From Broadcasting & Cable
YES Gears Up For 3D MLB
Will use six 3D cameras, expanded crew
By Glen Dickson
YES Network executives are approaching this weekend's games between the New York Yankees and Seattle Mariners without a scouting report---not on the teams themselves, but on the stereoscopic 3D technology YES will use to produce the first Major League Baseball games in 3D.
Consistent with its everyday production standards, YES isn't cutting corners on the 3D broadcasts this Saturday and Sunday, which are being co-sponsored by DirecTV and Panasonic and will be carried by DirecTV and a bevy of cable operators. The network has hired 3D specialist PACE and NEP's SS31 (formerly SS3D) 3D mobile truck, the same setup used by ESPN to produce coverage of The Masters this spring, and PACE CEO Vince Pace will be in the truck serving as 3D stereographer.
But YES executives freely admit that they haven't yet seen any baseball in 3D, and view this weekend's production as a grand experiment.
"I've never seen one piece of footage on baseball, so I don't know how great baseball [is] in 3D," says YES CEO Tracy Dolgin. "I have no idea. It's certainly worth a shot. If it does turn out to be good, I think it will soon be the best minds figuring out how to do [it] right, and we'll be in the forefront of doing it."
In the near term, Dolgin expects that what YES learns from this weekend's games should help inform Fox Sports' production of the MLB All-Star Game in Anaheim, Calif. on July 13 (Fox did shoot some 3D test footage using high-school players earlier this spring).
YES VP of operations Ed Delaney has been closely following 3D developments in sports production, but he also hasn't yet experienced baseball in 3D. On Thursday, he was overseeing the setup of PACE's 3D cameras at Safeco Field in Seattle, which he called a "very complicated process" compared to normal HD.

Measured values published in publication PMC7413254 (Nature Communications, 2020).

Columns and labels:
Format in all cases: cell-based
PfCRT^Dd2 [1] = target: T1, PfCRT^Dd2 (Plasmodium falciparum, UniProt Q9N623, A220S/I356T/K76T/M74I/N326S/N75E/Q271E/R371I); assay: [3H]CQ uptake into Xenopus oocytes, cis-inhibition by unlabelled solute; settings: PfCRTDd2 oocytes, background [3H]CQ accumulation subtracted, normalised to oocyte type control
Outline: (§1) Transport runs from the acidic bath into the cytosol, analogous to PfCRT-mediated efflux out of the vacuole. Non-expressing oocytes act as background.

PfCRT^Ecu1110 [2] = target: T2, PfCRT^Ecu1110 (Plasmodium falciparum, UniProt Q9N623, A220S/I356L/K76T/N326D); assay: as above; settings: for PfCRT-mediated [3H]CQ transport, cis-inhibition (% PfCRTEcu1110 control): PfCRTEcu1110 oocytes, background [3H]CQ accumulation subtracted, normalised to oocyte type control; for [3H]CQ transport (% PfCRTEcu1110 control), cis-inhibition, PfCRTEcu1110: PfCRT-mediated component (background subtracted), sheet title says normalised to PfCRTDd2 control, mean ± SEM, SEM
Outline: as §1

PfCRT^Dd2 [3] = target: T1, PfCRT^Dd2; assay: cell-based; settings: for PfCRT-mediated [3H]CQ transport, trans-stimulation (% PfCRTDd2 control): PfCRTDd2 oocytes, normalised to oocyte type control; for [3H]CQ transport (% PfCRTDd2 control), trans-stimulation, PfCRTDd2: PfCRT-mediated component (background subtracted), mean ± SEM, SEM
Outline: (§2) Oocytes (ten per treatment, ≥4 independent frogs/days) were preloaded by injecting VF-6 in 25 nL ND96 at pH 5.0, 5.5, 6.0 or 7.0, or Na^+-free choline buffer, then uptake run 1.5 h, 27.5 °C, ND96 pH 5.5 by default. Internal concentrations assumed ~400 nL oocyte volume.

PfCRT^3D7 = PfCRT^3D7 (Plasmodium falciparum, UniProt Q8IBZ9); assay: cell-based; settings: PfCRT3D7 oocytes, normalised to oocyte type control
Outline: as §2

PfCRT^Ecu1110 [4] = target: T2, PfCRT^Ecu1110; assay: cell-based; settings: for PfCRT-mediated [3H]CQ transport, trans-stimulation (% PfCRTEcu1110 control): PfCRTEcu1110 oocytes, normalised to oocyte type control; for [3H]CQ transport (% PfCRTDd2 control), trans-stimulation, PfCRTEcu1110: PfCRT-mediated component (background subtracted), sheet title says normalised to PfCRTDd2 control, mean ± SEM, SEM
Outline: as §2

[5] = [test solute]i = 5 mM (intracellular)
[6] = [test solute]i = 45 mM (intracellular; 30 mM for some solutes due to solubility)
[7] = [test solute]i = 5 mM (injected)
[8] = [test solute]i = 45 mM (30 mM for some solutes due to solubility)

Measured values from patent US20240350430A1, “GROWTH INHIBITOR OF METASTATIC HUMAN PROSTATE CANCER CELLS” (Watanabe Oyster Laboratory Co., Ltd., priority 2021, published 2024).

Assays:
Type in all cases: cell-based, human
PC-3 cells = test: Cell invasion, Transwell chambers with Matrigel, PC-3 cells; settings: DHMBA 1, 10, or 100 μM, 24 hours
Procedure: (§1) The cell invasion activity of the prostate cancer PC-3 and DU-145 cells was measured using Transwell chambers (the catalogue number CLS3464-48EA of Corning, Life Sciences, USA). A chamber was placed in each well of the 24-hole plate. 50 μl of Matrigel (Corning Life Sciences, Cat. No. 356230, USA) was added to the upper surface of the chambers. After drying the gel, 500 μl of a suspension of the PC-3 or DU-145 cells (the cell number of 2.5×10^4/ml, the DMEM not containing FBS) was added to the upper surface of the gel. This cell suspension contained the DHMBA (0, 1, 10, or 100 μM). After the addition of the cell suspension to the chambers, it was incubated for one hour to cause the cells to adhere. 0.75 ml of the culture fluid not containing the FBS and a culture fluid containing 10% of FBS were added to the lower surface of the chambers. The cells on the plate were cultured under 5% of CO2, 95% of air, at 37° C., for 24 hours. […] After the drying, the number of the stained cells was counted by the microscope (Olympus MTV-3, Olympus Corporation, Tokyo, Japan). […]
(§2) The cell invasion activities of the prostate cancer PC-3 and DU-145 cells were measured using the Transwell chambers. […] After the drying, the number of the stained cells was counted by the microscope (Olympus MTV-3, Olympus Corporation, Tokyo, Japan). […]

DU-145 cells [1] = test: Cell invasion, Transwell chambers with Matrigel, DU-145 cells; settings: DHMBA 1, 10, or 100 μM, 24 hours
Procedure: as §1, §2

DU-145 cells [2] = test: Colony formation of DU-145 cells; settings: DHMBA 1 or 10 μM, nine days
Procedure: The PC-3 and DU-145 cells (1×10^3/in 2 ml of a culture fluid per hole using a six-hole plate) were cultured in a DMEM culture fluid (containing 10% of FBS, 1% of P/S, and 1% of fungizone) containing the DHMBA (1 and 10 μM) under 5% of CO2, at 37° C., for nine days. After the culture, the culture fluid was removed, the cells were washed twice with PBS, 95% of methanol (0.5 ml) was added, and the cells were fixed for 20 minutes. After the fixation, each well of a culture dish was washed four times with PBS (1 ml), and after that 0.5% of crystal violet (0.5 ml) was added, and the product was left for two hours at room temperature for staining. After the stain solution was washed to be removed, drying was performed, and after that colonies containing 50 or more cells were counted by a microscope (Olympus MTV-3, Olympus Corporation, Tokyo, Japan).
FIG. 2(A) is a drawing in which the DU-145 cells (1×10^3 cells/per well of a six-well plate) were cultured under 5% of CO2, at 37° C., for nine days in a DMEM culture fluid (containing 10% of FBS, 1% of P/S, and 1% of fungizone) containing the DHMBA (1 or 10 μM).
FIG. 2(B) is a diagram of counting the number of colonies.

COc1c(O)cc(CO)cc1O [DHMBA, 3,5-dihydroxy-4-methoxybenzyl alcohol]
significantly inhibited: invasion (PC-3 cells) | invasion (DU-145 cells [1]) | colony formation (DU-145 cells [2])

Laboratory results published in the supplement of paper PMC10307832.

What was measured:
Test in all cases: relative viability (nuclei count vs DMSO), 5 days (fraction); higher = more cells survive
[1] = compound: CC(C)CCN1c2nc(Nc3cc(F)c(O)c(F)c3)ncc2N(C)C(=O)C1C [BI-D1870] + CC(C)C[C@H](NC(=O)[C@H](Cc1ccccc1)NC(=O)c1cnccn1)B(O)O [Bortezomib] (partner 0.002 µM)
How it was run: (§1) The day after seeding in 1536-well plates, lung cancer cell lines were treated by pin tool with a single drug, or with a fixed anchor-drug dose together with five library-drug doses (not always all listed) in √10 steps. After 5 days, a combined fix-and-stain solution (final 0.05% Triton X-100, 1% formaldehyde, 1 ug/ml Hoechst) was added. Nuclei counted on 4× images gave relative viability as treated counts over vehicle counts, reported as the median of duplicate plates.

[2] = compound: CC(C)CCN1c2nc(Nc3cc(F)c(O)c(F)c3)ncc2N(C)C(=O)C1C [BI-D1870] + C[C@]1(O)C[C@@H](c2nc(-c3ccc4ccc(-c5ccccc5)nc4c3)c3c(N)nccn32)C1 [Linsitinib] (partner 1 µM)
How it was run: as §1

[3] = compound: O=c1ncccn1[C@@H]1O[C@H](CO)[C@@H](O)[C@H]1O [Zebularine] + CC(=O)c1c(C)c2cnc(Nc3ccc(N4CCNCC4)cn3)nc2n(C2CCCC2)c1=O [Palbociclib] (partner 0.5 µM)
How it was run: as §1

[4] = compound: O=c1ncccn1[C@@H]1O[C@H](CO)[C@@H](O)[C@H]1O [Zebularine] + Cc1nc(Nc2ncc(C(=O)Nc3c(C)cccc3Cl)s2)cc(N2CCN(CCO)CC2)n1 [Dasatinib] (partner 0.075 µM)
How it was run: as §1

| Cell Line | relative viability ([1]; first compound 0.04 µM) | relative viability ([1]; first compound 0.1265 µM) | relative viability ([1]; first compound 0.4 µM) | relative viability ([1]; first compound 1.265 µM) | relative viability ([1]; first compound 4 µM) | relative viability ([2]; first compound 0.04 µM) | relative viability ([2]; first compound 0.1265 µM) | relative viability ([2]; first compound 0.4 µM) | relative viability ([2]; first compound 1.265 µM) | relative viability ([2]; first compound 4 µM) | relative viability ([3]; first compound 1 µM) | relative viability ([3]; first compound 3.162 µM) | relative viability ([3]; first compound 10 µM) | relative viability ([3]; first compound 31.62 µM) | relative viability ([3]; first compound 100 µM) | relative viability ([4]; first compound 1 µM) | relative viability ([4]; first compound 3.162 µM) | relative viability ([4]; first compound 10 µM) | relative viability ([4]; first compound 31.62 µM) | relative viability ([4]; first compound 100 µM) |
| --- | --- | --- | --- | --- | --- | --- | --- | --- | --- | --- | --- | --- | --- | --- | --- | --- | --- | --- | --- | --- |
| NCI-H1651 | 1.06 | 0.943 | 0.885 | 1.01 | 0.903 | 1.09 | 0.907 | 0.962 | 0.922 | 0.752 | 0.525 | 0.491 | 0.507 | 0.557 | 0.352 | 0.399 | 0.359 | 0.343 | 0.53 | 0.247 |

"I'm really excited about it, I have no idea what to expect," says Delaney. "It's always great learning something new. That's how we're approaching this."
Since the PACE/NEP configuration uses a "convergence operator" to adjust the depth of field for each camera, in addition to a stereographer and other support personnel, the number of people dedicated to the 3D production will be significantly higher than YES' team for a typical HD game. YES will use 46 people for the 3D broadcasts compared to 30 for the HD broadcasts, which will be separate productions.
"It's mind-boggling, the technology and how sophisticated it is," says Delaney. "Normally, you just have a regular camera guy, and he's worried about the zoom focus, and the composition of the shot. But now you have a convergence guy for each camera, who's looking at the depth info, and the z-axis. Then there's the stereographer. It's an incredibly sophisticated and very impressive setup PACE and NEP have."
YES will rely on six PACE cameras, five side-by-side "hard camera" units and a handheld "beamsplitter" unit for up-close shots. YES also plans to use 2D-to-3D conversion technology from HDLogix to incorporate some traditional camera feeds from the HD broadcast into the 3D production, such as overhead shots down the foul lines.
The 3D hard cameras will be placed in traditional baseball camera positions: "low-first" base, low-third, high-home and center-field; in addition to low-home, a position that isn't available in that many stadiums. Delaney is excited about the possibilities of the low-home position, which he says could be particularly dramatic for plays at the plate and may also be used to show pitches firing into the batter.
"That's what we're hoping is the money shot," he says.
High camera positions have generally been less effective for 3D coverage, and Delaney admits to being unsure how the center field camera position will work.
"It will be interesting to see," he says. "It all depends on how the depth of the backstop net shows up against the actual diamond. We may look at alternative positions during the show day, and avoid the net altogether."
Delaney says he was surprised that the transmission of the 3D signal is relatively simple. YES will take the left-and-right-eye camera feeds and feed them into a RealD encoder to assemble the side-by-side frame-compatible 3D format. Then it will pass the signal through a conventional MPEG-2 encoder to transmit it to DirecTV and other pay-TV operators.
"I thought that part would be more complicated," he says.